Yes, here you go again, justifying injustice, rationalizing abandoning our allies, shirking off responsibility all because you have to find a way to spin this Presidents careless actions. I've no doubt how you would have viewed this if it had been Obama abandoning our allies who helped us fight ISIS while also creating a vacuum that the remnants of ISIS will no doubt fill. The conservative outrage would have exploded and you know it. No way any tepid defense of how "guns won't bring democracy to the Middle East" would have been coming from the right and they know it. But now that its their guy who did it they've got to manufacture a rationale that they know doesn't hold water, but what else do they have? They've tied themselves to this millstone so they're all in and will do any amount of mental contortions necessary to continue supporting this monumental disaster in the white house.

 
 
 
Sunshine
4.1.1  Sunshine  replied to  Dismayed Patriot @4.1    one month ago
if it had been Obama

If this had been Obama's decision, you would be wanting to give him the Nobel Peace Prize.

 
 
 
Dismayed Patriot
4.1.2  Dismayed Patriot  replied to  Sunshine @4.1.1    one month ago
If this had been Obama's decision, you would be wanting to give him the Nobel Peace Prize.

Total nonsense. I was disappointed with many of the actions taken by the Obama administration. I disagreed with their increased use of drone strikes and their decision to back off the warning of a red line (though a military response was taken to congress as it should have been and rejected by Republicans so that's not all on Obama) and I disagreed with how they handled Libya. No human is perfect, which of course includes all Presidents, but the distance from the relatively high bar that we usually have demanded from our highest elected leaders in the nation is so far off with Trump it's almost as if there's simply no bar at all anymore, at least not for his sycophants. Anything he does is immediately justified and defended regardless of the human casualties his decisions cause. With this numbskull move he has condemned tens of thousands of our allies to death and his supporters are washing his hands of it saying "So what?" "Are we supposed to save everyone?" "The Kurds are us! It's not as if it's happening here! So who cares about some Muslims caught in the middle?". It's shameful, and the fact that so many of Trump supporters seem impervious to such shame is very sad and just more evidence they have lost their American ideals, values and morality in favor of corruption, a dictator and white nationalism all because they've been promised a special place in Trumps vision of a revitalized white Christian patriarchy here at home.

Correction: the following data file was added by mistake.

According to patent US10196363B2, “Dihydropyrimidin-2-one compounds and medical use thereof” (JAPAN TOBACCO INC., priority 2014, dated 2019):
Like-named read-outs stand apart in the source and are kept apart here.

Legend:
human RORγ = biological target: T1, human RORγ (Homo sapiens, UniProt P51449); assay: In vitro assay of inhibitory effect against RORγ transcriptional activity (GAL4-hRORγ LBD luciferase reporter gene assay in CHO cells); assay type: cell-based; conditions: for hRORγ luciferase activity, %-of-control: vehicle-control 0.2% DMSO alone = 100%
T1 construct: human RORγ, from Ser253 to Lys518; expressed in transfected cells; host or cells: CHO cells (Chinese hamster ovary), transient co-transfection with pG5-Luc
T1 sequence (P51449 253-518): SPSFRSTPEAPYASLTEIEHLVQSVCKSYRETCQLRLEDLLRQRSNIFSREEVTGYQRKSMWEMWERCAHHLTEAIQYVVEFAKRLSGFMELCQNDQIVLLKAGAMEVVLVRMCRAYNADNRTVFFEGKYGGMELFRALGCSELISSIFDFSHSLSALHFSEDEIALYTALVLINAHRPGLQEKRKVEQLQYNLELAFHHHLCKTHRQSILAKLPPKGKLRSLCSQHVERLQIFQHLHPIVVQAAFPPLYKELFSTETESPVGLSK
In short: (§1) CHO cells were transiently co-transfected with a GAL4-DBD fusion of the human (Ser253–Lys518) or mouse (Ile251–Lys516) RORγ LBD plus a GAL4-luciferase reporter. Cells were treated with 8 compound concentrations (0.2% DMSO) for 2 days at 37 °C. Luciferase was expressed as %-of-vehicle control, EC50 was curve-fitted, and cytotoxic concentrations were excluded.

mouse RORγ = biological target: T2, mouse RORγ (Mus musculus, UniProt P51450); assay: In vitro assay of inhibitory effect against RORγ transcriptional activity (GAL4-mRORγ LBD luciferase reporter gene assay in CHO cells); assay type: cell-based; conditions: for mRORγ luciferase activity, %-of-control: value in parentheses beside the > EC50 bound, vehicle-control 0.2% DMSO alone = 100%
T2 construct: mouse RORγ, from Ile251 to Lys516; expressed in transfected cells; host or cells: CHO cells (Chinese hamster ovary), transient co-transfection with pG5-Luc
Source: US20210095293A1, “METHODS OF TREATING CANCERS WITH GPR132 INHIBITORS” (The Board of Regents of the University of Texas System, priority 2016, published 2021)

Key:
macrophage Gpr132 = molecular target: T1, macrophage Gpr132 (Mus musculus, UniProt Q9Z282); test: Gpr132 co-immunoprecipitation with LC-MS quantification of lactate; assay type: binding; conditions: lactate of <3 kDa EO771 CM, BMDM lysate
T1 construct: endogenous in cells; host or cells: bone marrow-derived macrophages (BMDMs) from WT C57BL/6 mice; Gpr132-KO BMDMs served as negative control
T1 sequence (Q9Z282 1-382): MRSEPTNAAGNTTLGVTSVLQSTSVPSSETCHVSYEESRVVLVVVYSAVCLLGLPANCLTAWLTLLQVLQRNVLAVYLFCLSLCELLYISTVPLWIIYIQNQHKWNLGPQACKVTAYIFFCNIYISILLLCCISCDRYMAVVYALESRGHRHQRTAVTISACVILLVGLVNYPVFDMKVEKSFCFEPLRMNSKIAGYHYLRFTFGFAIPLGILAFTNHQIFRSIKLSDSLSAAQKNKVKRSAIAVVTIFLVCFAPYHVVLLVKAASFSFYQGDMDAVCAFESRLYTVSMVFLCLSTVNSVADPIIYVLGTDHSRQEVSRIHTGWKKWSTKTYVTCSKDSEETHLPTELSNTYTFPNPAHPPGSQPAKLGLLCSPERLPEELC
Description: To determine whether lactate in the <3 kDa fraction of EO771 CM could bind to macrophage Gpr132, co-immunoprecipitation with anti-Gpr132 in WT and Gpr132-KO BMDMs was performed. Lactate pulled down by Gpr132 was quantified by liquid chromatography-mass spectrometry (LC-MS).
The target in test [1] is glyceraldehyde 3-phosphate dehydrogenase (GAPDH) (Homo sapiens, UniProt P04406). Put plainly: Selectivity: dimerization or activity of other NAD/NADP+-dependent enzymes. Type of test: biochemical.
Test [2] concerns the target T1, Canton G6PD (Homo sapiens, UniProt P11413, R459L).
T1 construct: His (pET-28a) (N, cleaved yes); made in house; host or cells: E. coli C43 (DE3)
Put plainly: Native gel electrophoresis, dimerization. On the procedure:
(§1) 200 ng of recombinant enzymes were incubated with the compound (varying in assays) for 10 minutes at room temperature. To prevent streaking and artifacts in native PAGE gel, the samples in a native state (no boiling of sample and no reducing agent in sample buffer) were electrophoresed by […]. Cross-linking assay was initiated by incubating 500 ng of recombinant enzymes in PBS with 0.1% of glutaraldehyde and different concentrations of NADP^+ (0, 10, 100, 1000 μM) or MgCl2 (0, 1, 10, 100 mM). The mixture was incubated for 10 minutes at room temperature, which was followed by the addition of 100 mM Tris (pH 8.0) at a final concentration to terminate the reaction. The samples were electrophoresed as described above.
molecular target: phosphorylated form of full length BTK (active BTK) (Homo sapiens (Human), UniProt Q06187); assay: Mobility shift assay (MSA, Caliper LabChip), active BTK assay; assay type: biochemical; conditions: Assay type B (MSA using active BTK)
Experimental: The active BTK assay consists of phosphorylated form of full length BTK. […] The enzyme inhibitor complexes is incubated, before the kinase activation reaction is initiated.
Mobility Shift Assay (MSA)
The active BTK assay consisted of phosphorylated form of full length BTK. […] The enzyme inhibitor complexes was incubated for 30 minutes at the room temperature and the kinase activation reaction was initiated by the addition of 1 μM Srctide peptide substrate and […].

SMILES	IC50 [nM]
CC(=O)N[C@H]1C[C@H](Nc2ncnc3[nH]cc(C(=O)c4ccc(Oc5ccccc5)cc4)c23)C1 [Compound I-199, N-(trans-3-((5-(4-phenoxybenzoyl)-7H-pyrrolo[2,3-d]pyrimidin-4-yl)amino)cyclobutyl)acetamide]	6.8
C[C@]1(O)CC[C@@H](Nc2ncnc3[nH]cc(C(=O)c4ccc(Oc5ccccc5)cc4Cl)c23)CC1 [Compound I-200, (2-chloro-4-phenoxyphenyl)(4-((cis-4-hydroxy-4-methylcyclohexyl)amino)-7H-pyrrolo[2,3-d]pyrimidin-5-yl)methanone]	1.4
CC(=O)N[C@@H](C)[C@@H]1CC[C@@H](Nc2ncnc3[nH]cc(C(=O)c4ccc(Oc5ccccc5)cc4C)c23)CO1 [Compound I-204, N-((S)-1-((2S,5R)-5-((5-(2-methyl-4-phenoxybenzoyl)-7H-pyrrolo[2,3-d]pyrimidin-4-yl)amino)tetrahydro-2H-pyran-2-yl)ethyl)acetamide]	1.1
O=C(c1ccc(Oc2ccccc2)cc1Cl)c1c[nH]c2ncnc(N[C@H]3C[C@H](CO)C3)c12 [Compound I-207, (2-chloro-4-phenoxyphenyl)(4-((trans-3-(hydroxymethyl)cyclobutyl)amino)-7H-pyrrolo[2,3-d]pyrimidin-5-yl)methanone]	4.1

Sunshine
4.1.3  Sunshine  replied to  Dismayed Patriot @4.1.2    one month ago
 No human is perfect,

Yes, the slobbering is always present.  The never ending excuses for Obama.

 
 
 
It Is ME
4.1.4  It Is ME  replied to  Dismayed Patriot @4.1.2    one month ago
Anything he does is immediately justified and defended regardless of the human casualties his decisions cause.

No Human is perfect ?

"I was disappointed with many of the actions taken by the Obama administration. I disagreed with their increased use of drone strikes and their decision to back off the warning of a red line (though a military response was taken to congress as it should have been and rejected by Republicans so that's not all on Obama) and I disagreed with how they handled Libya."

How many lives were lost during those ….. lack of perfections by Obma ?

 
 
 
Nerm_L
4.1.5  Nerm_L  replied to  Dismayed Patriot @4.1    one month ago
if it had been Obama

It was Obama.  That's why US troops are in Syria.  Obama drew a red line in the sand which was a mistake.  So, Obama put the military in Syria to cover his careless empty threats.

And don't forget that Obama pulled the military out of Iraq, abandoned our Kurdish allies in Iraq, and allowed ISIS to create an army and a caliphate.  Where was Europe, NATO, and the United Nations when Obama removed the military from Iraq?  

The only way the United States can get out of the Middle East is to get out.  Otherwise the United States is stuck in perpetual war.  And perpetual war requires a gun culture; bouquets of daisies won't do much.  The United States must commit itself to killing the enemies of feckless allies. 

 
 
 
MUVA
4.1.6  MUVA  replied to  Nerm_L @4.1.5    one month ago

Without a vote from congress it is time for congress to do their job.

 
 
 
Sunshine
4.1.7  Sunshine  replied to  Nerm_L @4.1.5    one month ago
The only way the United States can get out of the Middle East is to get out. 

I guess we can't question why we are in the middle of these continuing conflicts in the ME.  Seems most people here are happy and content with the status quo of nothing ever being accomplished for the blood of our soldiers.  I guess we also forgot or learned nothing from Vietnam.